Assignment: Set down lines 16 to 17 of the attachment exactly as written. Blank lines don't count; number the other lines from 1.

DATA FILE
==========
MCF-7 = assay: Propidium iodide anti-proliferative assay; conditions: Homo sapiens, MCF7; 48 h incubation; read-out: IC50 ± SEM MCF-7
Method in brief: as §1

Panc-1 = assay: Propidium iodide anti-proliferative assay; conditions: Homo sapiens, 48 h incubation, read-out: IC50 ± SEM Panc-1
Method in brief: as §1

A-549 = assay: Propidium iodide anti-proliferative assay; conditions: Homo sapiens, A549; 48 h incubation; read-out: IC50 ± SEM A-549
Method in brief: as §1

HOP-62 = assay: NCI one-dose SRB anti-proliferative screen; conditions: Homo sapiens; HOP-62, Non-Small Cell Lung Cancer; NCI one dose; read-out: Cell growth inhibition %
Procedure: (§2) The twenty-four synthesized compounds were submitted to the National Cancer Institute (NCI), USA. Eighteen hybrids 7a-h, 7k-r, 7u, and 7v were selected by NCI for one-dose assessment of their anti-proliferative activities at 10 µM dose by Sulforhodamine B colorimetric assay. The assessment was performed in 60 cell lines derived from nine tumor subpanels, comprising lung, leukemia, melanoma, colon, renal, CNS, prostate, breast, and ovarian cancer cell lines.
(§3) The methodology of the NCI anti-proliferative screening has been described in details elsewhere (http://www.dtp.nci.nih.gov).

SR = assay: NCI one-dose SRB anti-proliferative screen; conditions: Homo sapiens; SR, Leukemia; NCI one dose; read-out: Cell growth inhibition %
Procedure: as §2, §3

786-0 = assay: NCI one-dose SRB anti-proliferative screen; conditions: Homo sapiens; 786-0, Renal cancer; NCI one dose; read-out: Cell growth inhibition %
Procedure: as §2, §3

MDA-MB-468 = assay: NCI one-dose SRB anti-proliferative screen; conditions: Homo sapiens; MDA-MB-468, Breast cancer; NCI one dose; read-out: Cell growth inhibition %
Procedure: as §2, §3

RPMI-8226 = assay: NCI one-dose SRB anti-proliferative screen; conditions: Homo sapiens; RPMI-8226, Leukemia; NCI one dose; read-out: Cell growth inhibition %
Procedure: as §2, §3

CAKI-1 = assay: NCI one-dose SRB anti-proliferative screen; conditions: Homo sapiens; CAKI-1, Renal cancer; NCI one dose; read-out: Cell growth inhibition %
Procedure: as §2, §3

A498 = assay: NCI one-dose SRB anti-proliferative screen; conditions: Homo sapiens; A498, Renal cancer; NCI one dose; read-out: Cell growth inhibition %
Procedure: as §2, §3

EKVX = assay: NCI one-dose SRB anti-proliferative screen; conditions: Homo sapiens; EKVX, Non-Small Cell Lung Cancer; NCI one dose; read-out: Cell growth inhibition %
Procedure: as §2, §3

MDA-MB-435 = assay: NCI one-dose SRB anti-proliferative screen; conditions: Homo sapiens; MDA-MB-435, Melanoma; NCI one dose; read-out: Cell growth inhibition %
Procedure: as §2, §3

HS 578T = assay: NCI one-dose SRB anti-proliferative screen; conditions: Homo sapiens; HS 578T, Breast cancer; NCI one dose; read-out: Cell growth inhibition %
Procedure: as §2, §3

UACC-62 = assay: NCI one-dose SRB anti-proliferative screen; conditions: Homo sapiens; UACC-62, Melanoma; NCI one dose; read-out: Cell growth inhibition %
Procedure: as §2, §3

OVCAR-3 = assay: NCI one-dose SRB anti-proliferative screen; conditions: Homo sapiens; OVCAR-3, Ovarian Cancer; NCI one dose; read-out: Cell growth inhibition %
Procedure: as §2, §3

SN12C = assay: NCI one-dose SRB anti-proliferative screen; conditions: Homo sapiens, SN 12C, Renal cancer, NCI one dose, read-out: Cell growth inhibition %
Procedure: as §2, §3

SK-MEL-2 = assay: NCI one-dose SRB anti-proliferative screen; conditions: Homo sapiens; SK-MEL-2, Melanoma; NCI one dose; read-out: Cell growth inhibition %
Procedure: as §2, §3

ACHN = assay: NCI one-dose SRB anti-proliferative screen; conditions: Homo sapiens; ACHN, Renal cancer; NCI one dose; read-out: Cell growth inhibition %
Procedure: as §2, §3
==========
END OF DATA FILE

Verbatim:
RPMI-8226 = assay: NCI one-dose SRB anti-proliferative screen; conditions: Homo sapiens; RPMI-8226, Leukemia; NCI one dose; read-out: Cell growth inhibition %
Procedure: as §2, §3